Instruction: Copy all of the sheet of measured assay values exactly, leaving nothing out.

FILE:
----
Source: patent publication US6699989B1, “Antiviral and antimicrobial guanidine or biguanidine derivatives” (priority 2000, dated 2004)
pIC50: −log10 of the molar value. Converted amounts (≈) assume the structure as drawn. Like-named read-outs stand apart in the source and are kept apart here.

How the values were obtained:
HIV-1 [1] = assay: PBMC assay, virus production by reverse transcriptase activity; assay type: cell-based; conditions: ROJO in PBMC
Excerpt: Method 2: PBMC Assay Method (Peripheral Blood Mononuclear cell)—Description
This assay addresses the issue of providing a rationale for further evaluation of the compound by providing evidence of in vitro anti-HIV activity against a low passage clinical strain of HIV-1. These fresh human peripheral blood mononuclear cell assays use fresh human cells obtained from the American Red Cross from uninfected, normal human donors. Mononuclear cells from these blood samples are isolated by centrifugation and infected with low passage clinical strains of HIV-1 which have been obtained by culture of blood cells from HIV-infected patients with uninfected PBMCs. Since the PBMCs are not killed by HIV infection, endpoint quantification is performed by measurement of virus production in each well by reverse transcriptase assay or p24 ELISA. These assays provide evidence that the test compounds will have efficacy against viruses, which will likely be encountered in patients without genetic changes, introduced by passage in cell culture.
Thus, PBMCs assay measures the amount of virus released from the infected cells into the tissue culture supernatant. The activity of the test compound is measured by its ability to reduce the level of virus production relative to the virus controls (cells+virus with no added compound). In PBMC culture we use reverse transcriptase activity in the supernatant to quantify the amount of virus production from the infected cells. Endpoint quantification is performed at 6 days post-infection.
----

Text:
Source: patent publication US6699989B1, “Antiviral and antimicrobial guanidine or biguanidine derivatives” (priority 2000, dated 2004)
pIC50: −log10 of the molar value. Converted amounts (≈) assume the structure as drawn. Like-named read-outs stand apart in the source and are kept apart here.

How the values were obtained:
HIV-1 [1] = assay: PBMC assay, virus production by reverse transcriptase activity; assay type: cell-based; conditions: ROJO in PBMC
Excerpt: Method 2: PBMC Assay Method (Peripheral Blood Mononuclear cell)—Description
This assay addresses the issue of providing a rationale for further evaluation of the compound by providing evidence of in vitro anti-HIV activity against a low passage clinical strain of HIV-1. These fresh human peripheral blood mononuclear cell assays use fresh human cells obtained from the American Red Cross from uninfected, normal human donors. Mononuclear cells from these blood samples are isolated by centrifugation and infected with low passage clinical strains of HIV-1 which have been obtained by culture of blood cells from HIV-infected patients with uninfected PBMCs. Since the PBMCs are not killed by HIV infection, endpoint quantification is performed by measurement of virus production in each well by reverse transcriptase assay or p24 ELISA. These assays provide evidence that the test compounds will have efficacy against viruses, which will likely be encountered in patients without genetic changes, introduced by passage in cell culture.
Thus, PBMCs assay measures the amount of virus released from the infected cells into the tissue culture supernatant. The activity of the test compound is measured by its ability to reduce the level of virus production relative to the virus controls (cells+virus with no added compound). In PBMC culture we use reverse transcriptase activity in the supernatant to quantify the amount of virus production from the infected cells. Endpoint quantification is performed at 6 days post-infection.